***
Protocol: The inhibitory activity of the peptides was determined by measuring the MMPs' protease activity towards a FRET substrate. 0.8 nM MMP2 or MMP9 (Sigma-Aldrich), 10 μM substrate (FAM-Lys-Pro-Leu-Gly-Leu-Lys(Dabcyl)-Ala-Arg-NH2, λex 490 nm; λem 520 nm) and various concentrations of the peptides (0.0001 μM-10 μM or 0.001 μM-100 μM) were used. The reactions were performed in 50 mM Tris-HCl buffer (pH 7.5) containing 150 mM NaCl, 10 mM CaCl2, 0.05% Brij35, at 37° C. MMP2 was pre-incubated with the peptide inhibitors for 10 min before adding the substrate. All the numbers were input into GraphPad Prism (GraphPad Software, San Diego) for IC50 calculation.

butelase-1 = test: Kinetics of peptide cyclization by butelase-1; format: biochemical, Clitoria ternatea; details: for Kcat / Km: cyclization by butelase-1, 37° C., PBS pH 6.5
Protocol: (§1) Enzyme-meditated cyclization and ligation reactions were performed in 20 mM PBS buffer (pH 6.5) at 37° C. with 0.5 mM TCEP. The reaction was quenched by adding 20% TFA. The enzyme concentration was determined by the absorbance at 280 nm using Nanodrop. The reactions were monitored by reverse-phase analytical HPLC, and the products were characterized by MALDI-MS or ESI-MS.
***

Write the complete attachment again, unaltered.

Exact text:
Protocol: The inhibitory activity of the peptides was determined by measuring the MMPs' protease activity towards a FRET substrate. 0.8 nM MMP2 or MMP9 (Sigma-Aldrich), 10 μM substrate (FAM-Lys-Pro-Leu-Gly-Leu-Lys(Dabcyl)-Ala-Arg-NH2, λex 490 nm; λem 520 nm) and various concentrations of the peptides (0.0001 μM-10 μM or 0.001 μM-100 μM) were used. The reactions were performed in 50 mM Tris-HCl buffer (pH 7.5) containing 150 mM NaCl, 10 mM CaCl2, 0.05% Brij35, at 37° C. MMP2 was pre-incubated with the peptide inhibitors for 10 min before adding the substrate. All the numbers were input into GraphPad Prism (GraphPad Software, San Diego) for IC50 calculation.

butelase-1 = test: Kinetics of peptide cyclization by butelase-1; format: biochemical, Clitoria ternatea; details: for Kcat / Km: cyclization by butelase-1, 37° C., PBS pH 6.5
Protocol: (§1) Enzyme-meditated cyclization and ligation reactions were performed in 20 mM PBS buffer (pH 6.5) at 37° C. with 0.5 mM TCEP. The reaction was quenched by adding 20% TFA. The enzyme concentration was determined by the absorbance at 280 nm using Nanodrop. The reactions were monitored by reverse-phase analytical HPLC, and the products were characterized by MALDI-MS or ESI-MS.